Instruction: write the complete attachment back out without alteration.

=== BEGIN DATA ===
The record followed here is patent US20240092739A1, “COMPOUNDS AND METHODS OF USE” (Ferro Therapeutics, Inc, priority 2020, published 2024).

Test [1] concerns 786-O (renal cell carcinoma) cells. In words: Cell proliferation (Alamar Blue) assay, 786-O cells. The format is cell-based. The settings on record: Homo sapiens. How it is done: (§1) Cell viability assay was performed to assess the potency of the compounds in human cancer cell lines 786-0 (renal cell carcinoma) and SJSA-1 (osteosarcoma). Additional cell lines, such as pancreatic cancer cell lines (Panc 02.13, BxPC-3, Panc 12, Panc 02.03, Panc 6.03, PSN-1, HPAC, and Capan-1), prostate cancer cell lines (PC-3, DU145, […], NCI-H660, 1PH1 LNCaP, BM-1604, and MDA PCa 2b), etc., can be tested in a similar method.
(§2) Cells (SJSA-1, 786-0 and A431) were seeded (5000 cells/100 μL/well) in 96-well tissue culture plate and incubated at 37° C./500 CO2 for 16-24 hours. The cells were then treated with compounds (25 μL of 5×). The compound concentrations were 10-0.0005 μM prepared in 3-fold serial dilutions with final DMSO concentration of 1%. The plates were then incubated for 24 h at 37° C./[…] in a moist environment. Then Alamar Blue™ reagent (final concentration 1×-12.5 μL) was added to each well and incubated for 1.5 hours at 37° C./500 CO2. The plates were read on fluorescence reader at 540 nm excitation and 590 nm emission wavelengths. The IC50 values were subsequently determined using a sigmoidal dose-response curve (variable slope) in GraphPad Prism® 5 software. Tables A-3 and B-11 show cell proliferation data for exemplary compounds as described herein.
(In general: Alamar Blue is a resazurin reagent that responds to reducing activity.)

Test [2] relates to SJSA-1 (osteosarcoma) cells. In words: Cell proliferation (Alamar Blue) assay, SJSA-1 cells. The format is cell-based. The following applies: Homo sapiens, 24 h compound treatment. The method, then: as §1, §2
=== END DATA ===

The record followed here is patent US20240092739A1, “COMPOUNDS AND METHODS OF USE” (Ferro Therapeutics, Inc, priority 2020, published 2024).

Test [1] concerns 786-O (renal cell carcinoma) cells. In words: Cell proliferation (Alamar Blue) assay, 786-O cells. The format is cell-based. The settings on record: Homo sapiens. How it is done: (§1) Cell viability assay was performed to assess the potency of the compounds in human cancer cell lines 786-0 (renal cell carcinoma) and SJSA-1 (osteosarcoma). Additional cell lines, such as pancreatic cancer cell lines (Panc 02.13, BxPC-3, Panc 12, Panc 02.03, Panc 6.03, PSN-1, HPAC, and Capan-1), prostate cancer cell lines (PC-3, DU145, […], NCI-H660, 1PH1 LNCaP, BM-1604, and MDA PCa 2b), etc., can be tested in a similar method.
(§2) Cells (SJSA-1, 786-0 and A431) were seeded (5000 cells/100 μL/well) in 96-well tissue culture plate and incubated at 37° C./500 CO2 for 16-24 hours. The cells were then treated with compounds (25 μL of 5×). The compound concentrations were 10-0.0005 μM prepared in 3-fold serial dilutions with final DMSO concentration of 1%. The plates were then incubated for 24 h at 37° C./[…] in a moist environment. Then Alamar Blue™ reagent (final concentration 1×-12.5 μL) was added to each well and incubated for 1.5 hours at 37° C./500 CO2. The plates were read on fluorescence reader at 540 nm excitation and 590 nm emission wavelengths. The IC50 values were subsequently determined using a sigmoidal dose-response curve (variable slope) in GraphPad Prism® 5 software. Tables A-3 and B-11 show cell proliferation data for exemplary compounds as described herein.
(In general: Alamar Blue is a resazurin reagent that responds to reducing activity.)

Test [2] relates to SJSA-1 (osteosarcoma) cells. In words: Cell proliferation (Alamar Blue) assay, SJSA-1 cells. The format is cell-based. The following applies: Homo sapiens, 24 h compound treatment. The method, then: as §1, §2